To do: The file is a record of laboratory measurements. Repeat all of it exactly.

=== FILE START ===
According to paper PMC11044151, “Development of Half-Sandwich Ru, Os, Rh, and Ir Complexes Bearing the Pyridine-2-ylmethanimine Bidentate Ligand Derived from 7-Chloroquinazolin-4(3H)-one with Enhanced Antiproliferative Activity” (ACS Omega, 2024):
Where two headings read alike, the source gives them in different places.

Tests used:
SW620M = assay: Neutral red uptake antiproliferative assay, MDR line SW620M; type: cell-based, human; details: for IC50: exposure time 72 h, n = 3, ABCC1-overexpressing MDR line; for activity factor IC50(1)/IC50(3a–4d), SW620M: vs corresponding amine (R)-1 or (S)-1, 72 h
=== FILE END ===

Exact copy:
According to paper PMC11044151, “Development of Half-Sandwich Ru, Os, Rh, and Ir Complexes Bearing the Pyridine-2-ylmethanimine Bidentate Ligand Derived from 7-Chloroquinazolin-4(3H)-one with Enhanced Antiproliferative Activity” (ACS Omega, 2024):
Where two headings read alike, the source gives them in different places.

Tests used:
SW620M = assay: Neutral red uptake antiproliferative assay, MDR line SW620M; type: cell-based, human; details: for IC50: exposure time 72 h, n = 3, ABCC1-overexpressing MDR line; for activity factor IC50(1)/IC50(3a–4d), SW620M: vs corresponding amine (R)-1 or (S)-1, 72 h